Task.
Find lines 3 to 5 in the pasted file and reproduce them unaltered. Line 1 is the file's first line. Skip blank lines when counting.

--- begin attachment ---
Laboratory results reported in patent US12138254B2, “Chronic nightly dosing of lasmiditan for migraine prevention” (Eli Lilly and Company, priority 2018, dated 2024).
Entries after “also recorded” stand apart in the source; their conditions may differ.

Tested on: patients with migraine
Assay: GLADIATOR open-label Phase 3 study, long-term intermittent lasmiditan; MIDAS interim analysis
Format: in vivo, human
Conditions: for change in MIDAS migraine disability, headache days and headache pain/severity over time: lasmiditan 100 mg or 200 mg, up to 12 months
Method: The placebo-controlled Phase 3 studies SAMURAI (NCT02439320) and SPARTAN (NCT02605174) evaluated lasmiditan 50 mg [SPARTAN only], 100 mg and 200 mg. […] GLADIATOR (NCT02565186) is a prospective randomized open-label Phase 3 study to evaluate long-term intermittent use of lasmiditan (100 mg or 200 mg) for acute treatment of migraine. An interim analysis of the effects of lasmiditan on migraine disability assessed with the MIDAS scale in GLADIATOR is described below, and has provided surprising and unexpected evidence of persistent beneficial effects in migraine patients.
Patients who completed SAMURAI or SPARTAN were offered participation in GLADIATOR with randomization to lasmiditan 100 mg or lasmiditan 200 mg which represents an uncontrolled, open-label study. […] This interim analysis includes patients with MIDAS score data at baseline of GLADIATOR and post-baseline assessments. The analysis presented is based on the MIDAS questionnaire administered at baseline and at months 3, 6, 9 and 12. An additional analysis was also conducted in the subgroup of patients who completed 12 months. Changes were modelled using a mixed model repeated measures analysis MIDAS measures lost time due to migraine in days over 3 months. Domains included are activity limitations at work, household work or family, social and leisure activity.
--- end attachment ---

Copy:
Tested on: patients with migraine
Assay: GLADIATOR open-label Phase 3 study, long-term intermittent lasmiditan; MIDAS interim analysis
Format: in vivo, human